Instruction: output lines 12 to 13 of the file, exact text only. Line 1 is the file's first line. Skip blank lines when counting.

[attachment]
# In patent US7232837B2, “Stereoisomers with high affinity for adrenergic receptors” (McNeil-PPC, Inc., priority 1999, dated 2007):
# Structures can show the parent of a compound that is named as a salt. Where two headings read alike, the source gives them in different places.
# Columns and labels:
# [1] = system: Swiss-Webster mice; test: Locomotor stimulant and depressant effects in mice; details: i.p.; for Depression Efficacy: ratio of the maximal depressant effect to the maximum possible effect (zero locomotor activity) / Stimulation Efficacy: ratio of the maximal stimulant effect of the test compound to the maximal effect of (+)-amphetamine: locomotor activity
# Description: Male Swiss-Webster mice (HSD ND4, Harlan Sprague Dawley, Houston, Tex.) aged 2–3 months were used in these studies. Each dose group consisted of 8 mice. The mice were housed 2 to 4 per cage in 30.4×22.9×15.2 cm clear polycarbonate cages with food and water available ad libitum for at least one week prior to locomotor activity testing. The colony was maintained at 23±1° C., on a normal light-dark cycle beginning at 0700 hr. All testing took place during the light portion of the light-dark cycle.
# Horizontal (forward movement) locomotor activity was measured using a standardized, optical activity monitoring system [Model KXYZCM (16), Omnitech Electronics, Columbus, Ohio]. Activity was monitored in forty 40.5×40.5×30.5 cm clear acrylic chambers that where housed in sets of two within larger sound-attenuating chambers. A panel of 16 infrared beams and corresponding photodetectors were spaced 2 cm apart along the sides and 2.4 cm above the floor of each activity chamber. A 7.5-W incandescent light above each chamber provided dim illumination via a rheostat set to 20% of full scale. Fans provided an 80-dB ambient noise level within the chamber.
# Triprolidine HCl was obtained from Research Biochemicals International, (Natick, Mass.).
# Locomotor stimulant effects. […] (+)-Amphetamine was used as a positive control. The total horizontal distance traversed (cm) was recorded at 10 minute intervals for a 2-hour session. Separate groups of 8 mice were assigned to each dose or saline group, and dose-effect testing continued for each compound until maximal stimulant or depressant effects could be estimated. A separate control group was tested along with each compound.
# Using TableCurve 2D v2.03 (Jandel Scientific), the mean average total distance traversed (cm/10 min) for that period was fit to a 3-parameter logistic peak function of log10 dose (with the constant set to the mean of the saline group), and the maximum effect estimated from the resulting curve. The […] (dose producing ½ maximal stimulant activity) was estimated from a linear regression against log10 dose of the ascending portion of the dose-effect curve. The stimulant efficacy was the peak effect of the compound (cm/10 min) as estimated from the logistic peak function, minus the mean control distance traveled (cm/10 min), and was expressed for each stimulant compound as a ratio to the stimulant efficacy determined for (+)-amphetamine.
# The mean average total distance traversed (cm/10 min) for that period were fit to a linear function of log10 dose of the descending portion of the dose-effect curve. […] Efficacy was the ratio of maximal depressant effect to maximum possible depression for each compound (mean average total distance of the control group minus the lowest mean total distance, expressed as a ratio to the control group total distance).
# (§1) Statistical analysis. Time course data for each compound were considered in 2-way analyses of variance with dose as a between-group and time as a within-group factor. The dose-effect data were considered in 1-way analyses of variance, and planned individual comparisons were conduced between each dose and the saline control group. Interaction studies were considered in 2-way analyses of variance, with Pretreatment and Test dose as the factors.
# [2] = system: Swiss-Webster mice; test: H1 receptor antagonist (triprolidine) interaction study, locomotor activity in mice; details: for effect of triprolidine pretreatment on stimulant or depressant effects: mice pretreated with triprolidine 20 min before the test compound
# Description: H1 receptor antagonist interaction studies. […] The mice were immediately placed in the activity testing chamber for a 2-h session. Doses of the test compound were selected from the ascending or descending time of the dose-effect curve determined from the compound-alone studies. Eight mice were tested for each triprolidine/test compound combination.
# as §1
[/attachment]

# [2] = system: Swiss-Webster mice; test: H1 receptor antagonist (triprolidine) interaction study, locomotor activity in mice; details: for effect of triprolidine pretreatment on stimulant or depressant effects: mice pretreated with triprolidine 20 min before the test compound
# Description: H1 receptor antagonist interaction studies. […] The mice were immediately placed in the activity testing chamber for a 2-h session. Doses of the test compound were selected from the ascending or descending time of the dose-effect curve determined from the compound-alone studies. Eight mice were tested for each triprolidine/test compound combination.